Tuesday, February 26, 2008

Act 2 Scene 2 "Hamlet's Soliloquy"

lines 530-585


Shuyi G 6 said...

Soliloquy 530-585

In Hamlet’s soliloquy in Act 2, Scene 2, Shakespeare successfully creates a dual character for Hamlet. He does this by pointing out through diction both Hamlet’s passion and fear for revenge and Hamlet’s love and doubt toward his father’s ghost.

Hamlet speaks his soliloquy after watching the player’s performance. Hamlet is amazed at the player’s ability to develop emotions for “Hecuba”. Hamlet wonders how he can do it without experiencing the story. He then imagines what the player would do if the player “had the motive and [the cue] for passion that I [he] has”. (541-542) Hamlet believes that the player would bring the “stage with [to] tears” (542), horrify “the general ear” (543) or the ears of the audience with speech, threaten the “guilty” (544) ones, “confound the ignorant” (545) ones and stun every “eyes and ears”. (546) Hamlet assumes these actions from the player because these actually are the actions that Hamlet would employ in order to express his horror feelings. Hamlet here only imagines since he restrains himself from disclosing anything yet.

Hamlet then feels that he is a “dull and muddy-mettled rascal” (547) who couldn’t do anything for his father to revenge. The word “muddy-mettled” means dull spirited, it points out that Hamlet is frustrated at himself. Hamlet thirsts for revenge to bravely kill his father’s murder, King Claudius. However all he can do is to “mope/ like John-a-dreams”. (548) He puts himself at the peak of frustration, since he has not seen anything accomplished yet. He starts to doubt his ability for revenge. He becomes fearful of dangers and death. And he starts calling himself “a rogue” (531), “a peasant slave” (530), and “an ass” (562), while he also questions himself if he’s a “coward” (551).

Hamlet then reproaches King Claudius by calling him a “bloody, bawdy villain!” (560) He accounts King Claudius’ sins as “remorselessly” (561) murdered his father without letting him to repent; “treacherously” (561) stole his father’s crown; “lecherously” seduce his father’s queen and “kindlessly” (561) destroyed the futures of Hamlet and Denmark. Hamlet escalates his hatred toward this malicious King. He eagerly looks forward to the day of his revenge. Hamlet also reminds himself of his identity as the “son of a dear [father] murthered” (563) that he has to seek “my [his] revenge by heaven and hell”. (563-564) Hamlet becomes aware that he needs to get his “brains” (569) “About” (569) or to work. He switches his eager heart for revenge to the calmly scheming. He is planning to have the “players play something like the murther of my [his] father before my [his] uncle” that he can “observe his [his uncle’s] looks” to judge his guilt. Hamlet concludes to himself that “[he] know my [his course]” (578) of what to do if his uncle “do blench” (576) or flinch.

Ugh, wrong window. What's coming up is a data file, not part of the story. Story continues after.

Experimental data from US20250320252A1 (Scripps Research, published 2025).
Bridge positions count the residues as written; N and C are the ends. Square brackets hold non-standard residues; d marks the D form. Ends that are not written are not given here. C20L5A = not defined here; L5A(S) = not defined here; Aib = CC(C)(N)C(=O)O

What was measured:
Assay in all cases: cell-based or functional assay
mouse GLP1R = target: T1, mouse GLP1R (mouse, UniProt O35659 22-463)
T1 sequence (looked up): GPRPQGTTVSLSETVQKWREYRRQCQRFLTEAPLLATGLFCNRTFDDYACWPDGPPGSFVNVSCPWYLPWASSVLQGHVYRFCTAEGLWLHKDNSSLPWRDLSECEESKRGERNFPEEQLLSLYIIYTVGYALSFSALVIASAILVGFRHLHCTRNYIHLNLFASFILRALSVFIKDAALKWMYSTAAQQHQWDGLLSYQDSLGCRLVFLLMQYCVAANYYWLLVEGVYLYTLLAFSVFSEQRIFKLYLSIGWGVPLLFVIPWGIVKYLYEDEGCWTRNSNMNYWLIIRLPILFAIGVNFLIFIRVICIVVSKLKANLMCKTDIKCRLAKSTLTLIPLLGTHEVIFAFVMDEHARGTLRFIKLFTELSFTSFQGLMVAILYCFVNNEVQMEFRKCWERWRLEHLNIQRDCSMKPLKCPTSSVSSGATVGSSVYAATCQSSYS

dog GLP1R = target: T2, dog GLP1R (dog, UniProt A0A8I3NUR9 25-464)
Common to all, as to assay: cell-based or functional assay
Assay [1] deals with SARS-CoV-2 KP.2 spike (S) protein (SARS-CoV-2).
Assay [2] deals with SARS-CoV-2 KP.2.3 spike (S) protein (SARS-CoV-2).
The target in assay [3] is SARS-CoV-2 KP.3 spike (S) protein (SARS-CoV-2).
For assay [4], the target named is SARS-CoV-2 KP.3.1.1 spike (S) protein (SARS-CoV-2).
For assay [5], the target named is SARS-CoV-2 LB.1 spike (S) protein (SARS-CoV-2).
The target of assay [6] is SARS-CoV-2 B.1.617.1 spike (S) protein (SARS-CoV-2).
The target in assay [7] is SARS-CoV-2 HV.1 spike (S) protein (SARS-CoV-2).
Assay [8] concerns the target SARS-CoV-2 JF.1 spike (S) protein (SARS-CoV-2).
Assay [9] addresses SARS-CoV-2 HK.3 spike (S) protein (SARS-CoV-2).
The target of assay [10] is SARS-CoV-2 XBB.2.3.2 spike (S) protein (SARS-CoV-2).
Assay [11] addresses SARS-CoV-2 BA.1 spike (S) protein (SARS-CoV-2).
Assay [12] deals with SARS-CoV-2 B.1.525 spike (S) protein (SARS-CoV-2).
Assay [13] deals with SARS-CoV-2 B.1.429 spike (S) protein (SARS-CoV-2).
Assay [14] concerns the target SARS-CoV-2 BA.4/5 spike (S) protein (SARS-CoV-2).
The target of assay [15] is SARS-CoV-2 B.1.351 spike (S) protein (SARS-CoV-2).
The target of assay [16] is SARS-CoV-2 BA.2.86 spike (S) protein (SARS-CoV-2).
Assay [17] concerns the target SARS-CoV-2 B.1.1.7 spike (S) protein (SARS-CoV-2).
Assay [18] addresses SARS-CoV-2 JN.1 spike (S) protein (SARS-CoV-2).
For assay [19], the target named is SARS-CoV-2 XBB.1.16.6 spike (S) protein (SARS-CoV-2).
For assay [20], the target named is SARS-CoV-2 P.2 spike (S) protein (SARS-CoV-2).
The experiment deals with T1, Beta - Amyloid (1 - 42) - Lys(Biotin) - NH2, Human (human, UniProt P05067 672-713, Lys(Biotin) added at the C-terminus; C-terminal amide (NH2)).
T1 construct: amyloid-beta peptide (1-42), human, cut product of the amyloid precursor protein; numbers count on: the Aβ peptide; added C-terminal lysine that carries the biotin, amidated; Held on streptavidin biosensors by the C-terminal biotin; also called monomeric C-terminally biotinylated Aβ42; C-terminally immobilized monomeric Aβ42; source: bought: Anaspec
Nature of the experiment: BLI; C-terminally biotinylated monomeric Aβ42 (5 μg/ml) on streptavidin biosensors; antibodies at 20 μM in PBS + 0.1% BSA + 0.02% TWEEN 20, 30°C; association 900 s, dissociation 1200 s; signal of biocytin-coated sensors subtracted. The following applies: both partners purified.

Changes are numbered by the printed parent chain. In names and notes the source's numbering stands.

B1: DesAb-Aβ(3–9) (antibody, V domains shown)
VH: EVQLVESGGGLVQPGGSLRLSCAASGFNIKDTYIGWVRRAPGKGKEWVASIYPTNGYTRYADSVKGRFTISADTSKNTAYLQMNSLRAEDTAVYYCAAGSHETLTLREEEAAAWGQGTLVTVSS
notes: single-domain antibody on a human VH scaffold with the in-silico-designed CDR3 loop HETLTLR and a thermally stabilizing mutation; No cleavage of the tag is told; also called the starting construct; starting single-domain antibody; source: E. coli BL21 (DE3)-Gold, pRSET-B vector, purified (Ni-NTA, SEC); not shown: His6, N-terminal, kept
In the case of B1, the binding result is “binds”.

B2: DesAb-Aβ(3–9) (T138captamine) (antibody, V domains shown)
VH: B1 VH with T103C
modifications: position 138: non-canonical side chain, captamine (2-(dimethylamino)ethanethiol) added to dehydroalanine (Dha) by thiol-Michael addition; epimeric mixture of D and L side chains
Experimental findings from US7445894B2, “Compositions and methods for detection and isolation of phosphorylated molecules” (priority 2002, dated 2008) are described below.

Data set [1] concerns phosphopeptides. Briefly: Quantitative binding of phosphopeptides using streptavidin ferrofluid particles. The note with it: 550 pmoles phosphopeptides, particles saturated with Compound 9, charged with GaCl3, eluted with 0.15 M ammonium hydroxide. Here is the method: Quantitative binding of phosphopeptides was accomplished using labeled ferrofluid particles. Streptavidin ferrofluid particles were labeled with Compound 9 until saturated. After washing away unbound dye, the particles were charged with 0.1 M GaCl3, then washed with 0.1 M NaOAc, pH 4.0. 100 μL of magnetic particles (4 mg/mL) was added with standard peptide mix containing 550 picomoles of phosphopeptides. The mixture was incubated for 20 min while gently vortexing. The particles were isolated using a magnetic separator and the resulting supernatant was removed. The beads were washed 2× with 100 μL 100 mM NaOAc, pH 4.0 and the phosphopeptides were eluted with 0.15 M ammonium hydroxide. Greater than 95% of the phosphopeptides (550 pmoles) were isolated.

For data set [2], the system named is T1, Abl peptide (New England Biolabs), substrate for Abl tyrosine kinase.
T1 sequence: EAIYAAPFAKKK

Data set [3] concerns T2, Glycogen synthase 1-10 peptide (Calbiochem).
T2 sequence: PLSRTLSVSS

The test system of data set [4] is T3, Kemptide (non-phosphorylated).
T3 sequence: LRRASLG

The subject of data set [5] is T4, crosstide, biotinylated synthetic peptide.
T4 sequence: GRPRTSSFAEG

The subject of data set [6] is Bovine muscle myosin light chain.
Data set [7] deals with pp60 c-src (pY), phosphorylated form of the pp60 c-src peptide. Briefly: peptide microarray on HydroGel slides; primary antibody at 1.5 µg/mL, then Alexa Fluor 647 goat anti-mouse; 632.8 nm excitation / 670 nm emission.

However, Hamlet is indeed losing his faith. He doubts the validity of the ghost being his father. He depends on King Claudius’ reaction to the play to verify the words from the ghost. And he becomes a “coward” (551) who fears death, since he knows his death might come if overflow the king. Hamlet even blasphemes his father ghost by saying that it might be “a [dev’l]” who “hath power T’ assume a pleasing shape” (579-580), or lure him to sin, which would “abuse me [him] and damn me [him]”. (583) Hamlet becomes unsure of the story told by the ghost. His faith starts to dim. Nevertheless, he continues to execute his plan to detect King Claudius’ guilt as he says “I’ll catch the conscience of the king” (585).

In conclusion, Shakespeare obviously shows the hardest situation and greatest agonies for Hamlet, but intentionally hides the dual character of Hamlet in the text. Shakespeare brilliantly creates this dual character that Hamlet is eager but fearful to revenge, and respectful to the ghost to but suspects its intention. Also, this dual character he created is fascinating but is ironic because through Hamlet he delivers the idea that having wants or relations in two extreme directions is what usually people in the society do.

sarah c 6 said...

In Act two-scene two new characters are presented. Guildenstern and Rosencrantz are now a part of the play. The reason they are there is because the king and queen sent for them to help figure out what is bothering Hamlet. The king and queen know that Guildenstern and Rosencrantz are very good friends of Hamlet, but to have them spy on their own friend may not be such a good idea. When Polonius comes to tell the king and queen about his ideas about Hamlet’s behavior, the queen gives her own reasoning. I think it is interesting that the queen says that he may be acting this way because of her hasty marriage. We now know that the queen realizes her mistake and for the first time it seems, she is possibly realizing how it can affect her son. Polonius is stalled from telling his story by the entering of Voltemand. Voltemand’s purpose in this scene is only to tell news of Norway. Young Fortinbras’ uncle does in fact have power and wants to imprison Young Fortinbras. This is ironic because Hamlet later mentions that Denmark, his home, is like a prison. With both their father’s dead, this imprisonment creates another parallel between the two characters.